Shinseki exit won’t fix VA woes
Friday’s resignation of Department of Veterans Affairs Secretary Eric Shinseki in the midst of the mushrooming scandal over patient waiting times will allow the VA healthcare system and its new leader to focus on improving access and care for veterans, President Barack Obama said in announcing Shinseki’s departure.
“At this stage, I want somebody who’s spending every minute of every day figuring out, ‘Have we called every single veteran that’s waiting and have they gotten a schedule?’ ” Obama said during a news conference. He faced growing bipartisan pressure to sack Shinseki, including from Democrats worried about the scandal’s effect on their November election prospects. He named Sloan Gibson as interim secretary. Gibson is a West Point graduate and former CEO of the USO who joined the VA in February as deputy secretary.
Experts agree the VA’s problems, documented in part last week by VA Inspector General Richard Griffin, will require more than just a change at the top. About 1,700 veterans in need of care were “at risk of being lost or forgotten” after being kept off the official waiting list at the VA’s Phoenix facility. His report confirmed allegations of excessive waiting time for care in Phoenix, with an average 115-day wait for a first appointment. He also found that “inappropriate” scheduling practices are “systemic” throughout the 1,700-facility VA system.
“Replacing Secretary Shinseki doesn’t (solve) the systemic issues the preliminary report has shown,” said Mike Hartford, director of the veterans division at Zeiders Enterprises, which provides social and mental health services to the military.
One of those issues, suggested by the IG’s report, is a shortage of physicians. The VA recently cited 400 vacancies for primary-care doctors. Its primary-care doctors reportedly are responsible for about 1,200 patients each, but many now treat upward of 2,000 and the VA is reviewing how it can ease the pressure on doctors, the New York Times reported. The agency has had trouble recruiting in part because its primary-care doctors generally earn significantly less than private-sector doctors.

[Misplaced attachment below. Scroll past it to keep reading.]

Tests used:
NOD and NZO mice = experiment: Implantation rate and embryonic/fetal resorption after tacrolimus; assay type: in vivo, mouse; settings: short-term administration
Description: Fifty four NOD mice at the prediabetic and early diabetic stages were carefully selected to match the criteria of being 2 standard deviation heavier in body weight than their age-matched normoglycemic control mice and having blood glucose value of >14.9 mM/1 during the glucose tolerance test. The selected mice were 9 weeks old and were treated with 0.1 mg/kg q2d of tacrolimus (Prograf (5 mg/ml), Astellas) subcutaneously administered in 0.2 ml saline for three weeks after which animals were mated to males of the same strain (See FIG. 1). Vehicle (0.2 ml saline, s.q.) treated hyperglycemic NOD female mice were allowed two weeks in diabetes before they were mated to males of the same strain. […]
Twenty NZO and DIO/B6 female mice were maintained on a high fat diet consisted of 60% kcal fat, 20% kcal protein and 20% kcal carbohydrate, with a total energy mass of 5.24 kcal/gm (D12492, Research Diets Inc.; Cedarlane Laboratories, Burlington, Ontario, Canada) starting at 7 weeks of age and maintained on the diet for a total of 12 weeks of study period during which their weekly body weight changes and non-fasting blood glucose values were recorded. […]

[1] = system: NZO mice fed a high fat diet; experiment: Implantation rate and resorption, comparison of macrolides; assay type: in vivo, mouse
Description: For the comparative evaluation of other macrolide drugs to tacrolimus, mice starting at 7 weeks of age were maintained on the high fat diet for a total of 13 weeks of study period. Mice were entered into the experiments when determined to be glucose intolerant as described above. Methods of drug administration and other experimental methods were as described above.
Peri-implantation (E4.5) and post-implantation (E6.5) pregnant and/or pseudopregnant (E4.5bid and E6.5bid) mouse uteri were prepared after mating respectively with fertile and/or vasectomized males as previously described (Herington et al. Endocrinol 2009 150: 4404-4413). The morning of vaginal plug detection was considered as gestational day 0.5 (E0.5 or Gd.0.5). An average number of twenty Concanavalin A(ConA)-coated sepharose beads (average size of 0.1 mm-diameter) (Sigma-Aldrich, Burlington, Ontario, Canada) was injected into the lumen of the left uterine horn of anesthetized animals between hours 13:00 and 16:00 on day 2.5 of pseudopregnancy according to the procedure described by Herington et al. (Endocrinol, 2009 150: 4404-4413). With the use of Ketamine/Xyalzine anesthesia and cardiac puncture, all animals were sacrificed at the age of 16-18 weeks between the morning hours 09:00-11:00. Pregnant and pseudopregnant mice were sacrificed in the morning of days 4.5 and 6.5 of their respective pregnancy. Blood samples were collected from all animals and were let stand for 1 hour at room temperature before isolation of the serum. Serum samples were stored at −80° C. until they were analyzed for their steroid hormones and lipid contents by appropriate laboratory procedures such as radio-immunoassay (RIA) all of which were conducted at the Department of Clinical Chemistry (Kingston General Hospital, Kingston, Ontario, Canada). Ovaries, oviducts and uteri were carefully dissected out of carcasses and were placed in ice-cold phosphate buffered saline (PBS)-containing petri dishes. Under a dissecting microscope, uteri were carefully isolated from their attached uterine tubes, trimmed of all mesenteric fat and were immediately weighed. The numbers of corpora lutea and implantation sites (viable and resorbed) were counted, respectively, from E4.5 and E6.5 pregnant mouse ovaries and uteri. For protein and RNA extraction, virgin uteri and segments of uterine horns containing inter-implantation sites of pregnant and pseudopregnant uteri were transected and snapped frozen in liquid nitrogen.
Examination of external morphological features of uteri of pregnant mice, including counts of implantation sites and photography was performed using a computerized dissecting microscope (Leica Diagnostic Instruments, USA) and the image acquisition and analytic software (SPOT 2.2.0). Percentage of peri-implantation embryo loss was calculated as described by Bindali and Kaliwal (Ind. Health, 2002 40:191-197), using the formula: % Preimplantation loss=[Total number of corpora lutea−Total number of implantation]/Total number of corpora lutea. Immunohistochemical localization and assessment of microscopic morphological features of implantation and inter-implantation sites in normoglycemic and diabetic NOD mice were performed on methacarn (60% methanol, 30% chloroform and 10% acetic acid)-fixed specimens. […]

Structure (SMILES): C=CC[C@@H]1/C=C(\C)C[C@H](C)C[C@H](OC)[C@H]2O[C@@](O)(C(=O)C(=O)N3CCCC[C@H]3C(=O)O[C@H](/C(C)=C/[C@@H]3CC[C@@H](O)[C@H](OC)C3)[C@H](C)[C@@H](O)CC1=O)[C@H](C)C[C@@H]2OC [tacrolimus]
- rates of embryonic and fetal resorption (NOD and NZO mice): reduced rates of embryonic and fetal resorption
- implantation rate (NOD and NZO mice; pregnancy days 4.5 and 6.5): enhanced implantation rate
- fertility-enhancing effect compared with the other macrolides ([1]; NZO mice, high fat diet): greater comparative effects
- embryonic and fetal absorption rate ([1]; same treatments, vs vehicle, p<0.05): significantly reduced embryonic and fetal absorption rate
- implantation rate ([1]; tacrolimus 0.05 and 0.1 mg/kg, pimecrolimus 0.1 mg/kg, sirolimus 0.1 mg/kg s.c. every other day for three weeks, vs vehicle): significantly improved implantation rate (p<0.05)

The strain on VA staff is going to only increase, with an estimated 1.5 million service members who will be discharged over the next two to three years. “There are some real (infrastructure) challenges to support not just the current veteran population, but also the increased population,” Hartford said.
Some experts are calling for the VA to outsource more veterans’ care to nonVA facilities. Darin Selnick, a veterans’ affairs adviser for the Concerned Veterans for America who was a political appointee at the VA from 2001 to 2009, said that for veterans waiting more than 30 days for an appointment, normal preauthorization rules should be waived temporarily, until the kinks in the system are resolved. “You’ve gotta stop the bleeding,” he said. “Veterans who are waiting right now need to be able to see doctors.”
Some observers are calling for Obama to appoint a respected senior military leader to head the VA overhaul effort. But Phillip Longman, a senior research fellow at the New America Foundation who has studied the VA system, said that would only create more problems. Military leaders “give orders and expect other people to actually do stuff,” he said. “It’s just not how the rest of the world works, let alone the VA.”
President Obama faced growing bipartisan pressure to replace Eric Shinseki.